Hot on the Web
Lost in Cyberspace
Online San Diego
Feature Articles
Book Reviews and Reading Diary
Music Reviews
Favorite quotates
Contact Me

Finding images online easy, if not free

Hot on the Web

This column originally ran in ComputorEdge on June 1, 2001

(Issue 1922, Picture Perfect Computing)

If you're looking to find artwork online – drawings, graphics, paintings, photography, even sculpture (photos of, of course) – there's more than ever to be had. But unlike even just a few years ago, you're likely to have to pay to get it.

And if you get caught cheating – using copyrighted materials without paying – you're more likely to find yourself in the sights of a lawyer or two. All these professional archives don't take lightly to having their bread and butter absconded with. (Of course, with some experts saying we're adding up to a million new web pages to the Internet every day, the odds of your being caught using stolen artwork might not be real long.)

Still, if you're going to use an image for a private, noncommercial web page, you ought to do the honest thing and pay for the privelege – after all, that's someone else's handiwork.

AltaVista image search

AltaVista may no longer be the most popular search engine, what with Google's huge advertising budget and innovative toolbar for Internet Explorer, but for finding images online AltaVista can't be beat.

Either type in the above URL or click on the "Images" link on the main AltaVista page to get to the graphics search engine. There, you have a choice of searching for graphics (.gif files), photos (.jpg files) or buttons and banners (not sure how they sort that one). You can also select black and white or color to limit the number of search results.

This being AltaVista (i.e., a real search engine), you can use boolean search parameters to help narrow your search. If you're looking for a photo of Frank Sinatra and Count Basie, for instance, just typing in Sinatra Basie will bring up every photo with either of them – as well as any photos of Nancy Sinatra or any other Basie or Sinatra out there. By using boolean search criteria, such as quote marks to indicate a phrase and the plus sign (+) to indicate that the next item must also be included, you can ensure that only photos of Frank and the Count are found: Just enter "Frank Sinatra" +Basie, and only those photos that are labeled with the phrase "Frank Sinatra" and have the word Basie in there will be flagged for your attention.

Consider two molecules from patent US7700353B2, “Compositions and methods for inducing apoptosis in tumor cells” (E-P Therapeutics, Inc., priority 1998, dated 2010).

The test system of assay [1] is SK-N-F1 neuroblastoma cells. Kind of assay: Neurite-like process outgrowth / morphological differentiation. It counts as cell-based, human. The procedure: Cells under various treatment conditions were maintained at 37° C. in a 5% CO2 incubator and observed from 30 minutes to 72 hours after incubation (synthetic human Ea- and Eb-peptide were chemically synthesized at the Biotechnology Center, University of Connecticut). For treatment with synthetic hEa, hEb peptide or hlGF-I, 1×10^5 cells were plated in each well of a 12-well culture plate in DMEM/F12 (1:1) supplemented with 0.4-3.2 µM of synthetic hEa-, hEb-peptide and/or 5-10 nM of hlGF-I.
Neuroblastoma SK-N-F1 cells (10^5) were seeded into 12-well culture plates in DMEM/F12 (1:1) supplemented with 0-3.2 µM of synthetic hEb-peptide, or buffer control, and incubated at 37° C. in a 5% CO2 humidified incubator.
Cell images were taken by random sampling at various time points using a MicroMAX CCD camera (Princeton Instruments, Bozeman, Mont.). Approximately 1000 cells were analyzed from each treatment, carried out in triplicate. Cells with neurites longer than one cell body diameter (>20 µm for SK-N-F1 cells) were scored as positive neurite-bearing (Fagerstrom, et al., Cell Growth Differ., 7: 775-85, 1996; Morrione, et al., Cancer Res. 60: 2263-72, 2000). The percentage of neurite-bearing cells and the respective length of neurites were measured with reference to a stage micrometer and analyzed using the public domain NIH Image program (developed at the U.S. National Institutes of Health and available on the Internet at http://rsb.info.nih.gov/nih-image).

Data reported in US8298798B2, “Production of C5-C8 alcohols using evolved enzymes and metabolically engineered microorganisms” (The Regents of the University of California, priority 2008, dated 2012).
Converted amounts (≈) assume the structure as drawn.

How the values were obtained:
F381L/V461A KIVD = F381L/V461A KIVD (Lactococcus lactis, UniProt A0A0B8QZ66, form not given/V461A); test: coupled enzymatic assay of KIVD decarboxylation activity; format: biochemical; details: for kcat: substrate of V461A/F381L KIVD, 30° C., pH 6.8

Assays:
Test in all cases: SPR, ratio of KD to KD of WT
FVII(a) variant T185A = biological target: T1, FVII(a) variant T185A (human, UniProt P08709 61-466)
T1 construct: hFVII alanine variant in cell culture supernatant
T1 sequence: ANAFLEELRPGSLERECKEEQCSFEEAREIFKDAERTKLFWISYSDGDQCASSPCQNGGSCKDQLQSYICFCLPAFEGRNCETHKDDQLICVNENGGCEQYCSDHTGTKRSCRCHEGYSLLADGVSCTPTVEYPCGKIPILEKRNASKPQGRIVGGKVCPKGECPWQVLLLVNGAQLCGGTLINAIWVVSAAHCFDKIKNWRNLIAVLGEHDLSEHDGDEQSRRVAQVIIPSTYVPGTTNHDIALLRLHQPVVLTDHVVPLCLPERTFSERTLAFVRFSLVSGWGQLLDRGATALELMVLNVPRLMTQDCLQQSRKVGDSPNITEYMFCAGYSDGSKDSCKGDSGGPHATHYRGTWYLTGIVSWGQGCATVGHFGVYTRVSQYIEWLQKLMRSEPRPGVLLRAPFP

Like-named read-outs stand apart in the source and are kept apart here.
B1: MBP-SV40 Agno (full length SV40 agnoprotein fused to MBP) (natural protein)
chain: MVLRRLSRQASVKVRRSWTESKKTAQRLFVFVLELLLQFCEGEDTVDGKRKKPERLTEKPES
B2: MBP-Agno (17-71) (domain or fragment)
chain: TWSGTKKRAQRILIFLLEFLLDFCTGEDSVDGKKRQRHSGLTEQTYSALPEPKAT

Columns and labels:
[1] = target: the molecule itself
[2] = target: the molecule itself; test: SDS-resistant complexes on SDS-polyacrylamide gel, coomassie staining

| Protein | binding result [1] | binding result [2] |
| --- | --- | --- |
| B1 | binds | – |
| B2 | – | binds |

Just about every image search I've run on AltaVista has brought up multiple hits from the Corbis photographic archive. One of Bill Gates' side projects, Corbis has acquired several outstanding collections of negatives and prints, including the famous Bettman archive (which for years was where newspapers and magazines went for photos of celebrities), and the UPI collection (once the largest news wire service on Earth, now a mere shadow of itself). Gates and Corbis have come under fire for making arrangements to put hundreds of thousands, if not millions, of negatives into a storage facility deep underground. Most of those photos have not yet been digitized and put online, and by putting them underground, most will be inaccessible. At least, however, they'll be preserved.

And there are already tons that are scanned in – go to Corbis and do a search for President John Kennedy, and you'll find 355.

The prices at Corbis are fairly reasonable, at least for personal use – the pictures I looked at (Babe Ruth at the bat, a beach in Corsica, Sinatra and Basie) ran $3. That's about the same price as a decent greeting card anymore, which is what I used the Corsican beach shot for.

I did find the photo retrieval process a bit confusing. After paying for the picture, my browser crashed on me. When I logged back in, I had tough time figuring out how to get back to the download section – finally had to send an e-mail to their help desk to get it done.

Parents might want to use a little discretion before sending their kids here to find photos to use for homework assignments, though – the second category listed in the menu is "Nudes," just below Landscapes and above Dogs. Now, it isn't exactly Playboy here – Gaugin is more the pace, with most fine art and ancient Greek/Roman frescoes and statuary. But, still, lumping them all together like that is cheap marketing and not exactly family friends. Why not just leave them in there under "fine art," or have a nudes section under a fine art section? Why the appeal to teen pruriency?


The photo archive of Time Magazine may not be as extensive as that of Corbis, but for historical impact it's hard to beat. For most of the Twentieth Century, Time chronicled the American experience. From the Wright Brothers to the recent standoff over a U.S. Navy plane crash-landing in China, TimePix has tens of thousands or more photos online. They don't prices online; you have to submit an order with your intended use and then a sales rep will get back to you.

Yahoo Picture Gallery

Normally, Yahoo is the best place to go to find links to sites with actual content. And while Yahoo does have a good list of stock photography and clip-art sites, it also has its own online archive. Most of its photos are taken from Corbis, with some also from the NBA. It's not the greatest collection, but it can be a good starting point.